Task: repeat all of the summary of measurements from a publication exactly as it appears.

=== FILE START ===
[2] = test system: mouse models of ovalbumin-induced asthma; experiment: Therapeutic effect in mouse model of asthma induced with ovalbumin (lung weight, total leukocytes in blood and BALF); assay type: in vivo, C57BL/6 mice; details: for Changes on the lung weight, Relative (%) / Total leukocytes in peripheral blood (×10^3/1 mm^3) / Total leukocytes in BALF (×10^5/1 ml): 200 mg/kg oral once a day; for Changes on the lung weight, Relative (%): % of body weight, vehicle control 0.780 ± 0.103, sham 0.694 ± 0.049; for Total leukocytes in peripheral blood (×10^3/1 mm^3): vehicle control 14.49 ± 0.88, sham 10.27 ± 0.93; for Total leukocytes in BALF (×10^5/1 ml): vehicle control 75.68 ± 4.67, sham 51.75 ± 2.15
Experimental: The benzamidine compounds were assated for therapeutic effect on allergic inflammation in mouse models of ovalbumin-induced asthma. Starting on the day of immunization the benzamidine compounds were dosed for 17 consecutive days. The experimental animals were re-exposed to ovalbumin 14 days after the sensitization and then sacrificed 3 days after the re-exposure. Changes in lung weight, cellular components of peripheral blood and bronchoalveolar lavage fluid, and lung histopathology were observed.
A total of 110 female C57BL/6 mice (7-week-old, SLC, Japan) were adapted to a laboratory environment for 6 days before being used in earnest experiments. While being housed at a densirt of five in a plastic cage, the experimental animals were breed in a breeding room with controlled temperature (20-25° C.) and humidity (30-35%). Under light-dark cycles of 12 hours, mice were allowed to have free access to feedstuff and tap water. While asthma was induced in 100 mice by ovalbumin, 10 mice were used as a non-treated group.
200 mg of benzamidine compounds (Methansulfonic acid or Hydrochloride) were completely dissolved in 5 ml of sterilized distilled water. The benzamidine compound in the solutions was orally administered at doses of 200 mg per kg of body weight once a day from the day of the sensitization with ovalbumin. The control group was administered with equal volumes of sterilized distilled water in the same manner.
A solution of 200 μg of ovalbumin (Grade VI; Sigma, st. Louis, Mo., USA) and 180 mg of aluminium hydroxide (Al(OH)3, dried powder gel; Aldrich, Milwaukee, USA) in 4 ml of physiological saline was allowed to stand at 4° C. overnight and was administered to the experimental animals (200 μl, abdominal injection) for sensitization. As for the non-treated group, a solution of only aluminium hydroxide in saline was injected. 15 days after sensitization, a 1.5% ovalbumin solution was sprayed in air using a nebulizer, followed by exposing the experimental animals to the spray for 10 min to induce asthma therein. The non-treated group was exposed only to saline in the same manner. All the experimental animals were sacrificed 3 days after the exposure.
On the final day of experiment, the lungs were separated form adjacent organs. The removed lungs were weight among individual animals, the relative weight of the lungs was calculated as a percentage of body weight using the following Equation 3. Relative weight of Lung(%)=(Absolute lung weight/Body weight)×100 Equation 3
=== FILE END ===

[2] = test system: mouse models of ovalbumin-induced asthma; experiment: Therapeutic effect in mouse model of asthma induced with ovalbumin (lung weight, total leukocytes in blood and BALF); assay type: in vivo, C57BL/6 mice; details: for Changes on the lung weight, Relative (%) / Total leukocytes in peripheral blood (×10^3/1 mm^3) / Total leukocytes in BALF (×10^5/1 ml): 200 mg/kg oral once a day; for Changes on the lung weight, Relative (%): % of body weight, vehicle control 0.780 ± 0.103, sham 0.694 ± 0.049; for Total leukocytes in peripheral blood (×10^3/1 mm^3): vehicle control 14.49 ± 0.88, sham 10.27 ± 0.93; for Total leukocytes in BALF (×10^5/1 ml): vehicle control 75.68 ± 4.67, sham 51.75 ± 2.15
Experimental: The benzamidine compounds were assated for therapeutic effect on allergic inflammation in mouse models of ovalbumin-induced asthma. Starting on the day of immunization the benzamidine compounds were dosed for 17 consecutive days. The experimental animals were re-exposed to ovalbumin 14 days after the sensitization and then sacrificed 3 days after the re-exposure. Changes in lung weight, cellular components of peripheral blood and bronchoalveolar lavage fluid, and lung histopathology were observed.
A total of 110 female C57BL/6 mice (7-week-old, SLC, Japan) were adapted to a laboratory environment for 6 days before being used in earnest experiments. While being housed at a densirt of five in a plastic cage, the experimental animals were breed in a breeding room with controlled temperature (20-25° C.) and humidity (30-35%). Under light-dark cycles of 12 hours, mice were allowed to have free access to feedstuff and tap water. While asthma was induced in 100 mice by ovalbumin, 10 mice were used as a non-treated group.
200 mg of benzamidine compounds (Methansulfonic acid or Hydrochloride) were completely dissolved in 5 ml of sterilized distilled water. The benzamidine compound in the solutions was orally administered at doses of 200 mg per kg of body weight once a day from the day of the sensitization with ovalbumin. The control group was administered with equal volumes of sterilized distilled water in the same manner.
A solution of 200 μg of ovalbumin (Grade VI; Sigma, st. Louis, Mo., USA) and 180 mg of aluminium hydroxide (Al(OH)3, dried powder gel; Aldrich, Milwaukee, USA) in 4 ml of physiological saline was allowed to stand at 4° C. overnight and was administered to the experimental animals (200 μl, abdominal injection) for sensitization. As for the non-treated group, a solution of only aluminium hydroxide in saline was injected. 15 days after sensitization, a 1.5% ovalbumin solution was sprayed in air using a nebulizer, followed by exposing the experimental animals to the spray for 10 min to induce asthma therein. The non-treated group was exposed only to saline in the same manner. All the experimental animals were sacrificed 3 days after the exposure.
On the final day of experiment, the lungs were separated form adjacent organs. The removed lungs were weight among individual animals, the relative weight of the lungs was calculated as a percentage of body weight using the following Equation 3. Relative weight of Lung(%)=(Absolute lung weight/Body weight)×100 Equation 3